If you have ever been asked to record and edit a conversation between two people, say, for a voice over job, then you are probably aware of the logistical problems this can cause.
The client usually has visions of just getting the two people together around a microphone and simply reading their parts at the appropriate time. Sure, that would be OK if you always had both people available at the same time, along with two great microphones, a large enough space for both people to occupy at the same time, etc. But these conditions are not always available to us.
So for the sake of the example, let’s say you only have one microphone and you have to present the client with a conversation between a man and a woman. This is a situation I had monthly a while back and it seemed to take forever to get it right.
Also, the boy (me) recorded all his lines in one long take, creating one long audio item in a track, and likewise for the girl. One segment of the job required that the bog-girl voices alternate with exactly 3 seconds between them.
That made the job even longer, especially since I was doing it manually, clipping and trimming each bit of dialogue, and then using the grid (set to seconds and minutes) to drag each clip into place and ensure a 3-second space between each. Yikes!
By the way, we’ll be using the excellent audio recording software called Reaper for this example, but similar tools can be found in other multi-track recording programs.
The first lesson I learned was to color-code. I used blue for boys and pink for girls. Yeah, yeah, it seems sexist but it works! Besides, my wife (the “girl voice”) likes pink.
Anyway, in Reaper you simply right click on the audio item which opens a pop-up menu, go to Item Takes and Colors/Set Items to Custom Color. If you end up putting both voices on one track (which is easier when putting a 3-second gap between each), this becomes very helpful.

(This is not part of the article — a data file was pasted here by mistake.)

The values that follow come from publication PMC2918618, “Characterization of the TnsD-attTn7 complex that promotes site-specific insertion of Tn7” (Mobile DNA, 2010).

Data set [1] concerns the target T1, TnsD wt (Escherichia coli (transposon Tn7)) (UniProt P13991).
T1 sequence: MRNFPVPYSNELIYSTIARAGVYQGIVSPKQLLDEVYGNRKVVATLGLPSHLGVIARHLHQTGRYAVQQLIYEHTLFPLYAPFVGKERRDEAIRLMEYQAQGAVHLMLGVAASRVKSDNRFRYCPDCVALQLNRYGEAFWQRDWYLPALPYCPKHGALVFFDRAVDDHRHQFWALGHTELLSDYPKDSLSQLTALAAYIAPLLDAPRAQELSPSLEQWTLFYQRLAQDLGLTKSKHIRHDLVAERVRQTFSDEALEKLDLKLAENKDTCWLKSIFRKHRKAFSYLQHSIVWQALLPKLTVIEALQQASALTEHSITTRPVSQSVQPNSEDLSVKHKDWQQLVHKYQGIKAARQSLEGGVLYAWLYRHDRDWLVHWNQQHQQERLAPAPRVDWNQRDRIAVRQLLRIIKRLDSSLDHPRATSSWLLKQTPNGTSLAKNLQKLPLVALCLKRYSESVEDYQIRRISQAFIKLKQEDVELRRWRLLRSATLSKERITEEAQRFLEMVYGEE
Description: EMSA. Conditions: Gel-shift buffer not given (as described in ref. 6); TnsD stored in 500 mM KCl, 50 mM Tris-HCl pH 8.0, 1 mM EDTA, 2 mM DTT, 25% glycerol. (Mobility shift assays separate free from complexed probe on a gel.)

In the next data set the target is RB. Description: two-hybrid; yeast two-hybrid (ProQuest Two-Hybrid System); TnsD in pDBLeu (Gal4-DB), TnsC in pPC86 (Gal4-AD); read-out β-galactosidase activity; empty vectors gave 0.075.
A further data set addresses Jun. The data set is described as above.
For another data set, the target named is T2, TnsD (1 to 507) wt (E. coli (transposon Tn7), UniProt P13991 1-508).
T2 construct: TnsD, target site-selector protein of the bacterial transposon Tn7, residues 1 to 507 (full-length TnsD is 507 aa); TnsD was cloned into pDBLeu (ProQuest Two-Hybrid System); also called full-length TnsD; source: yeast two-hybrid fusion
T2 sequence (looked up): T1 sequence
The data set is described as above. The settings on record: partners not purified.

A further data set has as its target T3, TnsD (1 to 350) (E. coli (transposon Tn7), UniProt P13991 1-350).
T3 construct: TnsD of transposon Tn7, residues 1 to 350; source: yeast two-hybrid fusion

The next bit of time-saving automation was the Auto Trim/Split function. What this does is allow you to slice one continuous audio file into several separate audio items in a track based on when there is silence and when there is speaking going on.
This was huge! I had been slicing (using the “S” keyboard shortcut) just before and just after each phrase, and then dragging the edges of the resulting clipped audio item in to get rid of the silence.
That was 4 different operations (2 slices and 2 drags) for every phrase! Multiply that by dozens of phrases for each voice and you have a LOT of work. But with Auto Trim/Split, you select the entire long audio item in the track and hit one keyboard shortcut (you can set your own – mine is “ctrl+~”) and boom!
Every phrase becomes its own item, perfectly trimmed on either side. See the picture at the top of the article where this has been done to each voice). That one discovery saved me about 20 minutes per voice!
Below is a video that shows you step-by-step how to use the Auto Trim/Split tool in Reaper to save you huge amounts of time.
The other thing that was taking a long time was spacing each voice, alternating boy-girl-boy-girl, with exactly 3 seconds between each phrase.
As I mentioned earlier I was doing this manually until I discovered the Reposition Selected Items tool in Reaper. [Update: Reposition Selected Items is not part of the native Reaper set of tools. You need the free extension set – SWS extensions – by just going here and downloading the SWS extensions file and installing it by executing it. Then it will be added to the Actions list in Reaper].
You select all the phrases in a track, open Reposition Selected Items, and simply tell it how much space should be between the items. This is very like the “distribute” function in many graphics programs. To put 3 seconds between the boy and girl voices, though, requires both blue and pink to be on the same track.
But that was pretty easy. Just space them out and slide them until they are well and truly between the blue phrases in the adjacent track, select all the pink phrases, and simply drag them up onto the track with the boy/blue phrases.
Now that they are all on the same track, select them all (you can lasso them all by holding down the right mouse button and dragging over them), open Reposition Items, and put 3 seconds into the Time Interval window.
With those tools I was able to cut my processing time for this job by about 50%. Even if you don’t have to space them out evenly or put them on one track, I’m sure you’ll find a combination of these tools to be very helpful if you have to produce a voice over job with more than one voice.